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All hell breaks loose in Kigali

With more than 800,000 people slaughtered in 100 days the Rwandan genocide stands as one of the most horrific mass murders of the past century. In the middle of the horror was a Canadian peacekeeper whose efforts to avert the tragedy were thwarted by political apathy and incalculable evil. CBC Digital Archives looks back at this sad chapter in Africa's history and how Lt.-Gen. Roméo Dallaire managed to survive to become Canada's most famous casualty of war.

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On the evening of April 6, 1994, a plane carrying the Hutu presidents of Rwanda and nearby Burundi is shot down. As news of the presidents' deaths spreads, armed Hutu extremists launch a calculated campaign of terror and begin killing hundreds of Tutsis and politically moderate Hutus. In this clip from CBC Radio's As It Happens, a shaken Roméo Dallaire describes the scene from Kigali, saying Hutu militias have "gone on a rampage" of "killing, destroying, massacring [and] mutilating."
• This interview with CBC Radio's Ann Medina was one of the first interviews Roméo Dallaire gave about the situation in Kigali.

• Despite what was going on around him, Lt.-Gen. Roméo Dallaire was determined to "spark the conscience of the world" by granting interviews to as many journalists as possible.

• When asked by Medina about reports that "all hell is breaking loose" in the capital, Dallaire replied "That would be a reasonably fair statement."

• In what would become an oft-repeated phrase, Dallaire described his force as "a classic peacekeeping mission" gone awry. From within UN headquarters in the heart of Kigali, he reported that militiamen and Hutu extremists were having "a field day" killing Tutsis and non-extreme Hutus in areas throughout the city.

• Dallaire laughed when asked if he or his personnel were in danger; as he explained, the UN headquarters was being repeatedly fired on and had become the target of mortar shells.

• Speculation still surrounds the April 6 assassination of Rwandan President Juvénal Habyarimana and Cyprien Ntaryamira, the president of Burundi. Shortly after their plane was shot down at 8:45 p.m., Hutu radio stations reported that members of the Tutsi rebel group the RPF were responsible. Belgium and France were also blamed.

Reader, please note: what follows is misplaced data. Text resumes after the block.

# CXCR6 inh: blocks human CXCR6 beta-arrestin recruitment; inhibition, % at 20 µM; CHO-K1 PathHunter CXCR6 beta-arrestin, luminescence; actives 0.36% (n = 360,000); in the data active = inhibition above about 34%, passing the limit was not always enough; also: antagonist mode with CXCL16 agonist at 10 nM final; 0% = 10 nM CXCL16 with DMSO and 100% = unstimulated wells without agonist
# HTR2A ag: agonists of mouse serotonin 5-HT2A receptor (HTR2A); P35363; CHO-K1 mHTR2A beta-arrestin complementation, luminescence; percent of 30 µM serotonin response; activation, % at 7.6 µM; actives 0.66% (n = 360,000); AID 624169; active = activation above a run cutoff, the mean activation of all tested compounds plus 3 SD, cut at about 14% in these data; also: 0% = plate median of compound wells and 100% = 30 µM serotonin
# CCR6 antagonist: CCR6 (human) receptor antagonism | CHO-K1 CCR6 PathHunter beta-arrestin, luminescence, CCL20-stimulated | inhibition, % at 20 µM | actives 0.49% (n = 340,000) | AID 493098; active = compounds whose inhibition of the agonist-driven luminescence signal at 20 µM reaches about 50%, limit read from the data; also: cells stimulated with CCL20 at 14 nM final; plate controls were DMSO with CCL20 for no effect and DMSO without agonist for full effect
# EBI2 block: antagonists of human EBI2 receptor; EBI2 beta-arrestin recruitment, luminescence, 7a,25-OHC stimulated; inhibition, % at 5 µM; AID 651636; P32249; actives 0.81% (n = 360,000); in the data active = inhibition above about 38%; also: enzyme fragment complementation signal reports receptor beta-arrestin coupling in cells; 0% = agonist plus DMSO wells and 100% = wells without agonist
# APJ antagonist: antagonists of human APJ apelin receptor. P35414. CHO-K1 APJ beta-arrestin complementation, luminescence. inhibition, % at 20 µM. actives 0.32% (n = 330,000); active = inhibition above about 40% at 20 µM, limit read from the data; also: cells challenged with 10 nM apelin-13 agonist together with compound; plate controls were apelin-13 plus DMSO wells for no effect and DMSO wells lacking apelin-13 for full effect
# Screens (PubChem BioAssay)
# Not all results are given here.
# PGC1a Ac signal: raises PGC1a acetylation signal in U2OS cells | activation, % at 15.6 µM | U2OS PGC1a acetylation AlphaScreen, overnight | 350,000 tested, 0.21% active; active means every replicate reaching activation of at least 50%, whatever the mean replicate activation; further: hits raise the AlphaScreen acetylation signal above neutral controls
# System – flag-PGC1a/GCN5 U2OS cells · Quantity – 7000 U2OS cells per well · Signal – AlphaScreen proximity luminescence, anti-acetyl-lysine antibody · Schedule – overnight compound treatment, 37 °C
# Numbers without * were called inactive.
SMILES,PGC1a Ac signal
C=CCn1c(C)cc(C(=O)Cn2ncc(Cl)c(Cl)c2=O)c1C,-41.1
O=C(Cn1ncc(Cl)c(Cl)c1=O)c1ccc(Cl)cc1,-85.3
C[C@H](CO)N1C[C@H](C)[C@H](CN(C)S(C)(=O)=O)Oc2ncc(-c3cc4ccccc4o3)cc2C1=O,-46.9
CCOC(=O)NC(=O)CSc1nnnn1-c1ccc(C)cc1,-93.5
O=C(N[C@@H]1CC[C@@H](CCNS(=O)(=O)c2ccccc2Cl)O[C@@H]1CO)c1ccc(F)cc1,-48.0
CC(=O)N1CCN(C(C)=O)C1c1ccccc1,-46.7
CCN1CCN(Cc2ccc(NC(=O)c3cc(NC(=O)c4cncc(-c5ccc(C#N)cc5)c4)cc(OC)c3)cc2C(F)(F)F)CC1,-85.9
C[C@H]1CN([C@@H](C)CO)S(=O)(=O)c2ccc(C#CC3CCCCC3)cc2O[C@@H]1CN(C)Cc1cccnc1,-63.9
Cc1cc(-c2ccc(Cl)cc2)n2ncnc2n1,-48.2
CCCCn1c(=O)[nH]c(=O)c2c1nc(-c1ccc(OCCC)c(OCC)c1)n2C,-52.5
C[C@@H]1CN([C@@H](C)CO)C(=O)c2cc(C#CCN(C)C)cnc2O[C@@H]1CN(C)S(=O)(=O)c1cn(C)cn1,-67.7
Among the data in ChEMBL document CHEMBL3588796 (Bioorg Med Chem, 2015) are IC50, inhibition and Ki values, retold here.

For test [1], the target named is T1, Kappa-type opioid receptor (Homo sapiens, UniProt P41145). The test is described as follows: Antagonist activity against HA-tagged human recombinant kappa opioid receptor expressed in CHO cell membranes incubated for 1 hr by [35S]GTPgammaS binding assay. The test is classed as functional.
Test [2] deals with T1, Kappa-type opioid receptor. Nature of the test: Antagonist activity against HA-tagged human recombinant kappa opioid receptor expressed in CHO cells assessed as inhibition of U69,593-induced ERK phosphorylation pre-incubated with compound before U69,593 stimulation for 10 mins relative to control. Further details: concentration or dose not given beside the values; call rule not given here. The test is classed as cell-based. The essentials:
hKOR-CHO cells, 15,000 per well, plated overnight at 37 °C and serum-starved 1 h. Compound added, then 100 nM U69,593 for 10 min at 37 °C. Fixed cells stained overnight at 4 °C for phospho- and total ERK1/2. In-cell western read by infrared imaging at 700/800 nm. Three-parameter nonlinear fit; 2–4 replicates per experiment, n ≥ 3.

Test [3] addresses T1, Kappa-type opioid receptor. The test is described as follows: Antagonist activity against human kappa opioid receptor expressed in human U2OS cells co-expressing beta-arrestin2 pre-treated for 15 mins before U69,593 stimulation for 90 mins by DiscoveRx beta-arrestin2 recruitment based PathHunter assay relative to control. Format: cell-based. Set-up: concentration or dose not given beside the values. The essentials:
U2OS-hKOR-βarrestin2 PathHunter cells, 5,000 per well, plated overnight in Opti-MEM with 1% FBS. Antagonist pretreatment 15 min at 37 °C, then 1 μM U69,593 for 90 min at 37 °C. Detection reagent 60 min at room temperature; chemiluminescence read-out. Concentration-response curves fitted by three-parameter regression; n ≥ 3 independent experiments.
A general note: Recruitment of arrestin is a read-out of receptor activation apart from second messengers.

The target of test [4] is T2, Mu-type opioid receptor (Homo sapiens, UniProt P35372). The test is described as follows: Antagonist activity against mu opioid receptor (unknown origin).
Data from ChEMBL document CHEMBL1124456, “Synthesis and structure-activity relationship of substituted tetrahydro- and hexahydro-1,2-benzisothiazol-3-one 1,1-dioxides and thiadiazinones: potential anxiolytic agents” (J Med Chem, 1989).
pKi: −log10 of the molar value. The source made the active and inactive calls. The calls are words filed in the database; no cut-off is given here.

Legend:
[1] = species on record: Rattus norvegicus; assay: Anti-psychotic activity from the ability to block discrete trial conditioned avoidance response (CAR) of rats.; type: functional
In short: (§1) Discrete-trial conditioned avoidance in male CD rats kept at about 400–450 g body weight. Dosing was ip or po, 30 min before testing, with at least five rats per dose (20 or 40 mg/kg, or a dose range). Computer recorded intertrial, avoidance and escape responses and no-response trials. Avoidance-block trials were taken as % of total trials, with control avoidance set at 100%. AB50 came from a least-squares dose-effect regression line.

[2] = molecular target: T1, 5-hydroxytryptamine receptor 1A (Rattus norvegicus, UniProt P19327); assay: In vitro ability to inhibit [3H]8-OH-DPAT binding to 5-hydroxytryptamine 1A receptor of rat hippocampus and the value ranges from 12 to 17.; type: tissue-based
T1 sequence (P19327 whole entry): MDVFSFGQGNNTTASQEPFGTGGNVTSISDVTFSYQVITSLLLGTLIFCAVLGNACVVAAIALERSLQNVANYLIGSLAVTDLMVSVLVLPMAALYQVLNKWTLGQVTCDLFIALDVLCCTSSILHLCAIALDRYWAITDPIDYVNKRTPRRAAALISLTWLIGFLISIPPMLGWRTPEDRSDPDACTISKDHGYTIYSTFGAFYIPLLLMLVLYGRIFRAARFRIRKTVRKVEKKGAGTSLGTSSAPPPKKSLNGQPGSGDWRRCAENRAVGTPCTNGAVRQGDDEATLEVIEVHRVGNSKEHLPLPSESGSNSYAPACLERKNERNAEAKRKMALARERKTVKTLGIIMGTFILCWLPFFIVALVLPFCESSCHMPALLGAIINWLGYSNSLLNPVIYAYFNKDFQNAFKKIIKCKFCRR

• The overall effect was the same, as hundreds of Interahamwe militia and members of the elite presidential guard went on a deadly killing spree of Tutsis and moderate Hutus.

• Investigations carried out by human rights groups later blamed the assassinations on extremist Hutus within the government who believed Habyarimana was too moderate.

• These extremists were frustrated with the delay in putting into action a secret plan to eliminate all political opposition. The plan was dubbed "Network Zero" in reference to the total number of Tutsis they hoped to leave alive. Investigations have shown that this cabal planned the presidents' deaths and used the media to blame the Tutsis.

• The leader of this group was allegedly Théoneste Bagosora, a colonel in the Rwandan military. After his first meeting with Bagosora in 1993, Dallaire said he felt like he had "shaken hands with the devil."

• After he learned of the assassinations, Dallaire drove to the presidential palace where he discovered Bagosora sitting behind Habyarimana's desk. For the next 100 days Bagosora would serve as the country's self-appointed leader.

• One of the first things Bagosora allegedly did was to order the presidential guard to kill Agathe Uwilingiyimana, the country's Tutsi prime minister and second-in-command.

• Uwilingiyimana, her husband and children were murdered in the attack. The 10 Belgian soldiers that Dallaire had sent to protect her were captured, tortured and later killed. The incident prompted Belgium to remove their troops from Rwanda a week later.

• In this clip, Dallaire ominously refers to this incident. When Ann Medina asks him about news reports that said three peacekeepers were killed, he says "We've lost more than that."

• This interview would be the first of many that Dallaire provided to CBC Radio. Frustrated by the lack of UN action, he had hoped to create a groundswell of global opinion that would force his superiors into sending more troops.

• The UN would eventually approve more troops -- three months after the genocide's end.

• To hear about the role the Western media played in reporting on the genocide in Rwanda, listen to this additional clip about the failure of the media in Rwanda.

Medium: Radio
Program: As It Happens
Broadcast Date: April 7, 1994
Guest(s): Roméo Dallaire
Host: Barbara Budd
Interviewer: Ann Medina
Duration: 4:57

Last updated: February 2, 2015

Page consulted on February 2, 2015

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